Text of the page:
I’ve been skiing since I was two years old. That’s 19 years. Skiing is second nature to me. I was probably 15 when I became totally confident in my abilities. I can follow my dad anywhere on the mountain and although it may lack grace and finesse, I know I can make it down. Skiing is probably the one thing I would say I am very good at in this world. Physically, at least. I’m not sure making perfect beschmael without a recipie counts as a skill!

This year my dad and I signed up to ski the Jane-a-thon, a ski-a-thon to support Invest in Kids, a great organization that gives at-risk families and kids tools to thrive. The challenge is 16 of Mary Jane’s black diamond mogul runs in 6 hours. I signed up thinking that yes, it would be hard, but not un-doable if we trained for it.

As we started training (we got up to Copper every weekend in February and skiied Mary Jane once ) it became obvious to me that this was NOT going to be a walk in the park. On an average day we did 7-9 runs. A cruiser warm up, some moguls, wait in line to try to cat-ski, drinks at the bar, a few more runs, try to photograph each other catching air or looking rad on a double diamond, call it a day at 1pm and have lunch in Frisco on the way down.
That was our average ski day.

Not just that, but doing moguls is grueling. You’re hitting bumps every turn. If the conditions are soft and the moguls not too deep, its not too bad, but when they’re icy and steep and deep, you jar your whole body with each turn. When we first started I could do maybe 3 mogul runs in one day. I’d stop every hundred feet or so to catch my breath. It’d take forever to get down.

Yesterday was like nothing I have ever done before. It was the hardest physical feat of my life. I’m not a limit-pusher. I like to stay in my comfort zone and still have fun. This was a whole different story. This was pushing my limits like crazy.
We skiied 16 mogul runs at Mary Jane from Outhouse way over on the left, to Trestle clear on the other side. We left Denver at 5:30am. We got on the lifts right as they started up. We skiied our asses off. We took one quick bathroom break the whole day, otherwise we ate Cliff bars and goldfish and drank water and Red Bulls on the chairlift. We tucked and poled on the catwalks at the bottom of 11/16 runs. We utilized the singles line to make sure we got on the chair as quickly as possible. We were running 20 minute runs, chairlift included. We were taking them as quickly as we felt comfortable. And we skiied into the lodge at 9 minutes until our deadline. We skiied over 30 miles and 27K vertical feet.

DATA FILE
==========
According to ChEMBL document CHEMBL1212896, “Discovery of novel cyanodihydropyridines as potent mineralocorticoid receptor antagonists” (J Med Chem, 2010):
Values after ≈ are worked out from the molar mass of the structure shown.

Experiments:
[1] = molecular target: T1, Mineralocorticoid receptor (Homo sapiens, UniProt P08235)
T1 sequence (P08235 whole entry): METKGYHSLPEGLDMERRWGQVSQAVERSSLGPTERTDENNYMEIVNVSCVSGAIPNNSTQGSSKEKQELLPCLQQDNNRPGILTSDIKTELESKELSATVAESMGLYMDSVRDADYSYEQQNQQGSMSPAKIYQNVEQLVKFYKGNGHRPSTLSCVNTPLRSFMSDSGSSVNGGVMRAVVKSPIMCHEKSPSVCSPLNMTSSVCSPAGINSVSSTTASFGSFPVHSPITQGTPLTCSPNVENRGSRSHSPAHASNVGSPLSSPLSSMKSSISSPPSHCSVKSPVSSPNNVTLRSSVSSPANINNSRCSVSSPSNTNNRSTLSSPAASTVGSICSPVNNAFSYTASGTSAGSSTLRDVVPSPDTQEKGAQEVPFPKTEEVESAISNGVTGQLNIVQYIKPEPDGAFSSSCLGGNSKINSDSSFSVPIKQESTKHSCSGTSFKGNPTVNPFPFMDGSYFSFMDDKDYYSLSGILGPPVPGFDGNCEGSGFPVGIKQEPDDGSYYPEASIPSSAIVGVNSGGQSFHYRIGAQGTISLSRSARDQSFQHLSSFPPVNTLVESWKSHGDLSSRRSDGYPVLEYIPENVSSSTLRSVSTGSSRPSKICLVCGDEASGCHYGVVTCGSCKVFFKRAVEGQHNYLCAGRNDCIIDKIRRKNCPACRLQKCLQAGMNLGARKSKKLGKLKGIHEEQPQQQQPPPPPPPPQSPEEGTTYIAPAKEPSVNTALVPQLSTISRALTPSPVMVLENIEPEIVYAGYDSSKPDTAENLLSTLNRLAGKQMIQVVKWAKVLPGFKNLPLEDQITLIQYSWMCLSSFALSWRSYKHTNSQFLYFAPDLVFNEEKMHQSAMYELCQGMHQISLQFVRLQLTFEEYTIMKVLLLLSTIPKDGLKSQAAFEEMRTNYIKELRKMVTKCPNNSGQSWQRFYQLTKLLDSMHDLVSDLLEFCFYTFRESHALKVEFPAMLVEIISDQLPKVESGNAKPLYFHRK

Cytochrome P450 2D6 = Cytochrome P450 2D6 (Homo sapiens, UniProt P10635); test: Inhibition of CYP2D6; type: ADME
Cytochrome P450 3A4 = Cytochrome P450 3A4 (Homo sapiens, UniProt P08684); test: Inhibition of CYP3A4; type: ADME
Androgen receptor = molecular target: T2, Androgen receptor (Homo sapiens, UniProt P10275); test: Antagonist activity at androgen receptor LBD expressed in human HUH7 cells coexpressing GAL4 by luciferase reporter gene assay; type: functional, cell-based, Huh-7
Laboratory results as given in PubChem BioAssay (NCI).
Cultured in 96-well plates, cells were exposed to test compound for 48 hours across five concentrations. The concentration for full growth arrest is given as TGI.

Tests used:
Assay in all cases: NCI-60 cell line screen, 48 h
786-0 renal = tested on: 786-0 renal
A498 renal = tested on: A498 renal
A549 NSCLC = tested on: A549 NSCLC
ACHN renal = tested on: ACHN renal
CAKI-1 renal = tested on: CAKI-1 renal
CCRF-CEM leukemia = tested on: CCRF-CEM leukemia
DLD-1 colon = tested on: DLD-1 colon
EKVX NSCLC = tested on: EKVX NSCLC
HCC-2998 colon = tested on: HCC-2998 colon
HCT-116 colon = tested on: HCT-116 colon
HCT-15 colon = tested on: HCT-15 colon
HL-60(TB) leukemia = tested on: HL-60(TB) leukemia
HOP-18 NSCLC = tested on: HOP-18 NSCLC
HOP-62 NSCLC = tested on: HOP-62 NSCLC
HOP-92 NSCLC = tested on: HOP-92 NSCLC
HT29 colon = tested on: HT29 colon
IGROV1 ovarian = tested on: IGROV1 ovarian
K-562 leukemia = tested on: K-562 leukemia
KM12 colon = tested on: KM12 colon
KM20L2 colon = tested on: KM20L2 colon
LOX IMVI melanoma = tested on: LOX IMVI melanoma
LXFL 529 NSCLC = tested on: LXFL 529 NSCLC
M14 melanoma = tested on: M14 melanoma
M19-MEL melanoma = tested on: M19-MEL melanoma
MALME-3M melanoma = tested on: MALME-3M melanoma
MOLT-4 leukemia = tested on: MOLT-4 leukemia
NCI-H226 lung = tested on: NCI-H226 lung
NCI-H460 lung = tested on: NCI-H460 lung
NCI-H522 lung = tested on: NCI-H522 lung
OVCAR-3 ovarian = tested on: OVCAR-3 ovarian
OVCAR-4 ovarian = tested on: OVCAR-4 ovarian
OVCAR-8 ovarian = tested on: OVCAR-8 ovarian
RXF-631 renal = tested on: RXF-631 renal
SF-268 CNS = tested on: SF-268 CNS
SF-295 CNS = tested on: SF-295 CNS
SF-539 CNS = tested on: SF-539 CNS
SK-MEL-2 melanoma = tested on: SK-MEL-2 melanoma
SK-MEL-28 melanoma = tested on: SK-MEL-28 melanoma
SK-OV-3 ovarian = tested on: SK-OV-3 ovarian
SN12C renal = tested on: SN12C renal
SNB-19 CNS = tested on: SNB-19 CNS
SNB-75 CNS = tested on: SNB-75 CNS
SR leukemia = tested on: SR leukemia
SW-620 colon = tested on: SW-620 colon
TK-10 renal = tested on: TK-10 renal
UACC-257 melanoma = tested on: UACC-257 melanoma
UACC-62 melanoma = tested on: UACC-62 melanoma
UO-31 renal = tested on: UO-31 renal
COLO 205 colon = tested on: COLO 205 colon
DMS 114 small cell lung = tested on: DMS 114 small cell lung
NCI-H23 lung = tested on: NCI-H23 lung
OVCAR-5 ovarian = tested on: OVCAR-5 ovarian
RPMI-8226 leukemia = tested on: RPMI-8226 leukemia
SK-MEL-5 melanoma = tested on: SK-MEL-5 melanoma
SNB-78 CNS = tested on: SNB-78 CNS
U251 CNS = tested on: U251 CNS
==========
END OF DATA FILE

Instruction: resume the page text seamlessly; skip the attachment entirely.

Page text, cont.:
It was grueling and exhausting, but well worth it. Pushing yourself past any fathomable limits and succeeding is truly rewarding. That is what 2016 is going to be about for me. Pushing myself past MY OWN limits. I am not going to be an olympic skiier or go teach English in Malaysia, but I’m going to try things I wouldn’t normally try and do things that scare me. Because life in the comfort zone is not a life I want to live.

On another note, between the two of us my dad and I raised over $1000 for Invest in Kids. I was blown away by the generosity of my friends, family and co-workers. I alone raised $631. Children are the future and giving them the best possible tools to be healthy, live without abuse, learn, be prepared for school is the best way to invest in our future. If you want to donate, you can do so following this link until March 15th.
http://iik.kintera.org/faf/donorReg/donorPledge.asp?ievent=1150760&supid=432725641

Thank you and don’t forget to push your limits!!!

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Moody day at Copper, Resolution bowl
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Sunrise over Lake Dillon on an early morning at Copper
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My dad doing his thing
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Finally caught the cat at Copper! Tucker Mountain
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A sweet little bowl we stumbled upon after cliffing out in the trees
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Beautiful training day at Mary Jane
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My dad and I on the chair, halfway done with the Jane-a-thon
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